Speaking of crowds, talk to the people around you. Chances are good that they’re unsure about the bad information they’re getting, grandpa doesn’t know his health care is single-payer or your neighbor is unaware that people in Britain are very happy with their health care. Share the truth with them, both the common arguments and those targeted at specific populations.

Tell other people that you’ve contacted people in the government to remind them that they represent you on this matter. Tell people what you told your representatives and encourage them to do the same. Tell them when you’re going to rally or ask questions at an open forum or make calls to raise support and awareness. Remind them that democracy isn’t something that happens every two, four or six years.

Most of all, remind yourself that. Health care reform is a huge issue, but it isn’t the only one we face right now. It isn’t the only reason we worked so hard to elect Obama. One of those reasons is that he wasn’t afraid to call us to service.

Now it’s time to answer. What are you doing?

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11 Responses to “Reorganization”

  1. August 24th, 2009 at 6:32 am

    Jason Thibeault says:

    I wish I could do more. Best I can do is to remind people that Canadians already have single payer, and with the exception of a few minor horror stories in Ontario (each province has a slightly different flavour of Single Payer), and a shortage of doctors/nurses in NS (due to brain drain toward the West, where we have oil), for most of Canada it is everything it is cracked up to be.

    It is not perfect, but it is fantastic. Even despite its flaws. Any comparison between the American health care system and the Canadian one is where you look at a slightly imperfect diamond north of the border, and compare it to your own perfectly formed lump of coal. Which someone then takes away from you.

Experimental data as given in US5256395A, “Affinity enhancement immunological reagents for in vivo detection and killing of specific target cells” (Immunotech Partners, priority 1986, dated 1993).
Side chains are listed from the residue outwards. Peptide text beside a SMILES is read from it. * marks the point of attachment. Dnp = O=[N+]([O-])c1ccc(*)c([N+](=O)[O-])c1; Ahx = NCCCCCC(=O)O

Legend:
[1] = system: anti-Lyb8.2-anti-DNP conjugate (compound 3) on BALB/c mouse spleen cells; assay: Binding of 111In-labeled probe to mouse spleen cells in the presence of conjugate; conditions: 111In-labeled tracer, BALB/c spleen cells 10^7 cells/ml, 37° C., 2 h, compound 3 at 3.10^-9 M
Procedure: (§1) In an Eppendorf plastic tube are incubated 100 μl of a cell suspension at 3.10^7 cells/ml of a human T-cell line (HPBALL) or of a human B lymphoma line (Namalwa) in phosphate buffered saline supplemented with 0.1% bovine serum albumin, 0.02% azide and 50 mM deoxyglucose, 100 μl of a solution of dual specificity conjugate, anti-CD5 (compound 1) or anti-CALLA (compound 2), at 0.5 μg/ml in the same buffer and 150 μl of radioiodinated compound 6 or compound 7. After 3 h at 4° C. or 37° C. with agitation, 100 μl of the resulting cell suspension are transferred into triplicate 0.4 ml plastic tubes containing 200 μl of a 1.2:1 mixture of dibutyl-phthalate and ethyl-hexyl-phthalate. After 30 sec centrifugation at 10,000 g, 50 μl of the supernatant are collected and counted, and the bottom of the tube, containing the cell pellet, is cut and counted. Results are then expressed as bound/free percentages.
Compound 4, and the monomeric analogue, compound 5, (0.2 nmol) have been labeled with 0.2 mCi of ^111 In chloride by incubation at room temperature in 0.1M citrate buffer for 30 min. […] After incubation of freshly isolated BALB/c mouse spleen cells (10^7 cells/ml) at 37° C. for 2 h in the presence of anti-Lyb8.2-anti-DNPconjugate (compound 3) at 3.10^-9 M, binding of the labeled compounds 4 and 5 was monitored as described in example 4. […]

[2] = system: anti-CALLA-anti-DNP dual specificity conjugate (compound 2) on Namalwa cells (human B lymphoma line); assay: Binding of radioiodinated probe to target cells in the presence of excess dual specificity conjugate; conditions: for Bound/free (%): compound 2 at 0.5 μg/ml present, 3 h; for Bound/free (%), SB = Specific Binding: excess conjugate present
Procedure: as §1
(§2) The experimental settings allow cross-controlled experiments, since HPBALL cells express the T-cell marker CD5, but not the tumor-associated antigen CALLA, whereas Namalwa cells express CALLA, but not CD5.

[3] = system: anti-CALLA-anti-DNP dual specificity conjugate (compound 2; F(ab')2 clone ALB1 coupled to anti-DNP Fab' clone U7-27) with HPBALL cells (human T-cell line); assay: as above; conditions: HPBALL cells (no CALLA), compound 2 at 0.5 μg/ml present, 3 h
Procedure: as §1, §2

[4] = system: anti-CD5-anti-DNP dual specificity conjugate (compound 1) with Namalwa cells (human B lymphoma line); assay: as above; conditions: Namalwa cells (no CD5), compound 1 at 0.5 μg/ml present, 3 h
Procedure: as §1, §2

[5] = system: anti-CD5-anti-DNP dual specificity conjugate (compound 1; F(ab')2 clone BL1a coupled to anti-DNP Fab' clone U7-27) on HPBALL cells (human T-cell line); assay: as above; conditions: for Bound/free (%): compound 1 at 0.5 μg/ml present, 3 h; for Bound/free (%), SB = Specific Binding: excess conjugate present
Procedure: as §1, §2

Please, please fight for this. All of you. Anyone reading this who can do anything about it, you deserve better then ignominious death at the hands of unscrupulous insurance bureaucrats who decide it’s too costly to keep you healthy. Murder by spreadsheet is most certainly not the hallmark of the “greatest health care in the world”, so please, I implore you, do something about this grievous situation before you get hit yourselves.

  2. August 24th, 2009 at 8:18 am

    Dan J says:

    I wrote and told my Representative in no uncertain terms that he is beholden to me, not to the health care industry. I also made it very clear that without health care reform, more people will lose health care that they already have, and more people will needlessly die. People like me will hold him and the rest of the Congress-critters personally responsible for those deaths. i made sure he knew that people like me will let the rest of the world know, via blogs and news sites, exactly what our representatives in Washington are doing to help or hurt health care reform.

    I get so f’ing sick and tired of all of our rep’s in Washington. Every time I vote it’s for the lesser of a group of evils. Every… single… time. I don’t actually trust a single one of them. Isn’t that pathetic?

  3. August 24th, 2009 at 3:03 pm

    D. C. Sessions says:

    Meanwhile, I live in Arizona. “My” representatives are John McCain, John Kyl, and John Shadegg. No jokes about prostitution, please.